If they are new, the price is great. If they are used, it's ok at best. But!.... @ 225# I think the 170 is too short (especially for broken snow in the off trail)

SJ
post #14 of 21
Thread Starter 
Well, after spending the last week searching Ebay and Ski Outlet sites and visiting 8 different ski shops in the area I finally just said screw it and bought a last season package deal at Strands Ski Shop in Worcester, MA. I bought:

2008 Volkl AC30 Titanium 184cm - The 177cm just seemed to be a little to short. The 184s just seemed right.

2008 Marker Motion iPT 12.0 Piston Bindings

2007 Nordica Beast 12 boots. At first these didn't feel right so they heated up the inserts so it could form to my foot and they threw in a set of SuperFeet inserts. After that these boots felt perfect.

Master Ski Poles

With mounting and all the tuning, waxing, etc', I got the whole package for $950 out the door. It was a stupid impulse buy and the Credit Card took the hit for it. Seeing I haven't bought a new set of skis for 18 years, I guess I can splurge a little.

I'm doing a little additional research now to make sure it's a good deal and it seems to be. Not an unbelievable deal, but from what I'm seeing online it looks like a good purchase.

All I can say now is "BRING ON THE SNOW!"
post #15 of 21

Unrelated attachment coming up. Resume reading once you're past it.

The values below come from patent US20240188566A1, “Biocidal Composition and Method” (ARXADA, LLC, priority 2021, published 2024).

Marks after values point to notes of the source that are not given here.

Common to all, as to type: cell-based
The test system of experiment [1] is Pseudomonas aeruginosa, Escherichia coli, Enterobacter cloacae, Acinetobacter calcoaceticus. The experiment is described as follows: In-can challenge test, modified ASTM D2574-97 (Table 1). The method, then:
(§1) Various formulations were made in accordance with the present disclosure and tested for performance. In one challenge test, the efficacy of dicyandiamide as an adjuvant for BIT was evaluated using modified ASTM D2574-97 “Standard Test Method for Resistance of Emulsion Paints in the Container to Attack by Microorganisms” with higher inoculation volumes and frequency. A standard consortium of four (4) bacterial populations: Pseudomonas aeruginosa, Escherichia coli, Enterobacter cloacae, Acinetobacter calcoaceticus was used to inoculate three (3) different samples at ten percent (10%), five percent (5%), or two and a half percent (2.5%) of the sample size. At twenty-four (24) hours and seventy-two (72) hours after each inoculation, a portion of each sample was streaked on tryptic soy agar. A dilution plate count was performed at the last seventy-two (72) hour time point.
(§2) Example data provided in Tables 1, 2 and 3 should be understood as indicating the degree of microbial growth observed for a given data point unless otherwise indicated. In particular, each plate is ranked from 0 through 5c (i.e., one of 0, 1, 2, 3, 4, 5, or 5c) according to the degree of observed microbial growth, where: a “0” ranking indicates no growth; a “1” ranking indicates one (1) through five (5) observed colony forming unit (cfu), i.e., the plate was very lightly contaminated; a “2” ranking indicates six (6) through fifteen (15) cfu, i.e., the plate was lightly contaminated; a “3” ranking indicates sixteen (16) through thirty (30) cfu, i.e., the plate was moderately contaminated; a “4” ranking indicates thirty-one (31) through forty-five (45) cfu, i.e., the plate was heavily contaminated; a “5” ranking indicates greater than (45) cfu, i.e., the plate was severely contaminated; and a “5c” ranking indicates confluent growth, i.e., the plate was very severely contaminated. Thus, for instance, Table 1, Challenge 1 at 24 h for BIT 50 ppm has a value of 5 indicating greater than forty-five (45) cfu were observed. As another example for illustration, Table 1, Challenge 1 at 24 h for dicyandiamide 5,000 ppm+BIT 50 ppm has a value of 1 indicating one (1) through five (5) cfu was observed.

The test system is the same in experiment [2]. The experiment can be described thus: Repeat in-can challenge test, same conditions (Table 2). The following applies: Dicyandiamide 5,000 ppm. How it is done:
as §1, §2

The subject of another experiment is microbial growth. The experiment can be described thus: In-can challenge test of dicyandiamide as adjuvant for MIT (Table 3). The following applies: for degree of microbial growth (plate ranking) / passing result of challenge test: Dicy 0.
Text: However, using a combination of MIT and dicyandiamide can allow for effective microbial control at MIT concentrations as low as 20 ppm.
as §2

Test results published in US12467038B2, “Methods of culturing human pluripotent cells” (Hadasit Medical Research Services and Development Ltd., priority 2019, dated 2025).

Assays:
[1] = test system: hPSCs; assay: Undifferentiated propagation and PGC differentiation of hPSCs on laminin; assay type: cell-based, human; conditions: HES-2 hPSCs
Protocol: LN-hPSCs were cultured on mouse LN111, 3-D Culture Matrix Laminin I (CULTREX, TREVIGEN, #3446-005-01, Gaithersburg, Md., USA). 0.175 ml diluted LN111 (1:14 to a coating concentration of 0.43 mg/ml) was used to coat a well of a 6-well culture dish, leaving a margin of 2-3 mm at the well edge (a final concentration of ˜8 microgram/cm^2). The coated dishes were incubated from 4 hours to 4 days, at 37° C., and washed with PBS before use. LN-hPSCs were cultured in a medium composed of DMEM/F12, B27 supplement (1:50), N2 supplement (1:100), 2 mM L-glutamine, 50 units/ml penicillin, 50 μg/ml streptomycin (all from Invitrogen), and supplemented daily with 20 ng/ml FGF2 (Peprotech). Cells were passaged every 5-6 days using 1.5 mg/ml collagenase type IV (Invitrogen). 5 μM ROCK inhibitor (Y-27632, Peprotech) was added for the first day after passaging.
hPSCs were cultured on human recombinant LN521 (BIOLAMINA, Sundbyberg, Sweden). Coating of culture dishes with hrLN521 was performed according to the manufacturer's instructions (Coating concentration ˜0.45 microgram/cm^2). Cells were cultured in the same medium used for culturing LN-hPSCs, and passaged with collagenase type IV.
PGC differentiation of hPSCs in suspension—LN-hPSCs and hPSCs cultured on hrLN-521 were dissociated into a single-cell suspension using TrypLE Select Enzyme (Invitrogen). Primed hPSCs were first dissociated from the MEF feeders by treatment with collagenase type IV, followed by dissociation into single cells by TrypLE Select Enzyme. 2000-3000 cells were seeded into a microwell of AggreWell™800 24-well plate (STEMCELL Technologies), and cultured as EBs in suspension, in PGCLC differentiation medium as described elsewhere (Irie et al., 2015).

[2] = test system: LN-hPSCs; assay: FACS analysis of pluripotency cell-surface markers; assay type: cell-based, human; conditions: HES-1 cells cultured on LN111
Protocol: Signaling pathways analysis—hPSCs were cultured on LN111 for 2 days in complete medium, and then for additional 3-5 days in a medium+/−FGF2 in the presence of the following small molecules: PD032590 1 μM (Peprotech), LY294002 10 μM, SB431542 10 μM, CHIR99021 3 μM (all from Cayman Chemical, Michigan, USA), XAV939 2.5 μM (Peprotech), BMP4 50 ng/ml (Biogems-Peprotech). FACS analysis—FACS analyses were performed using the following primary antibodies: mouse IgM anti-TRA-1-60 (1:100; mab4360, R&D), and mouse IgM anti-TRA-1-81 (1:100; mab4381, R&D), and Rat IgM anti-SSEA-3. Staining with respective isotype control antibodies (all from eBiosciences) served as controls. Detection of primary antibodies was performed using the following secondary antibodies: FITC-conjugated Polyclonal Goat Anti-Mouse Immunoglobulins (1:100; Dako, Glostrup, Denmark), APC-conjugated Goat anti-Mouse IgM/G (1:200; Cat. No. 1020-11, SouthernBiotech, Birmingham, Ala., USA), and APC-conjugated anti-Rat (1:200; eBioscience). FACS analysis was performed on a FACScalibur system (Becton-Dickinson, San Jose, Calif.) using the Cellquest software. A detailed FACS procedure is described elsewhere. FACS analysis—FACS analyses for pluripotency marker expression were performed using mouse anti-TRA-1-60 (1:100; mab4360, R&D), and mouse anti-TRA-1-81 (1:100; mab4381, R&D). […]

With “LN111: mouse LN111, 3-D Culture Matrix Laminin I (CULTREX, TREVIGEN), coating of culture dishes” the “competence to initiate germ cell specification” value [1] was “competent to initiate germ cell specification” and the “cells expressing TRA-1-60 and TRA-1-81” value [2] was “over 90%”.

I skied the P9's for four years up until about 1994(great ski in their day)

You ARE going to miss them...for all of about 2 turns
post #16 of 21

I would have suggested the Volkl AC4 or 40

which is slightly wider than the 30 which gives greater off
piste ability. I have skied the AC4 in 177 and 184 but I like the 184 better. One thing I have found though is that Mid Fat skis
handle better with race orientated boots due to the extra force
required to turn them compared to narrow skis. I also have the old Volkl P10 which I still enjoy but mostly for rockhopping.
If you get to a Volkl demo day try the AC50 which is the 08/09
model of the AC4/40. It is slightly wider and feels slightly more
race orientated.
post #17 of 21
Where do you live and where do you ski ?

May be one of us can recommend a shop.

Sorry I didn't all the post.

IMO you should demo skis and take a lesson to learn the new movement patterns. If your coming from long straight skis you need to learn the new movements. After a day or 2 with the newer skis and learning the movements you'll have a better idea of what you want. Try to do this in one weekend.

I understand cash is an issue, but IMO this is what will give you the biggest payback.
post #18 of 21
Quote:
Originally Posted by Rockrivr1 View Post
2008 Volkl AC30 Titanium 184cm - The 177cm just seemed to be a little to short. The 184s just seemed right.
You should like these. It's a beefy ski that has no upper speed limit and is rock solid stable. I does take a bit of effort to ski these - if you get in the backseat they'll misbehave, so you really want to stay on top of them all the time. You should think about taking a lesson to get the most out of your new gear.

Long term, you might have been better off with the 177s or even 170s. Modern skis are usually skied quite short, much shorter than in the old days. But I think you'll be happy with these, at least until you try something shorter and realize what you're missing.

Quote:
Originally Posted by Rockrivr1 View Post
2008 Marker Motion iPT 12.0 Piston Bindings
A good binding. It's what I ski on.

Quote:
Originally Posted by Rockrivr1 View Post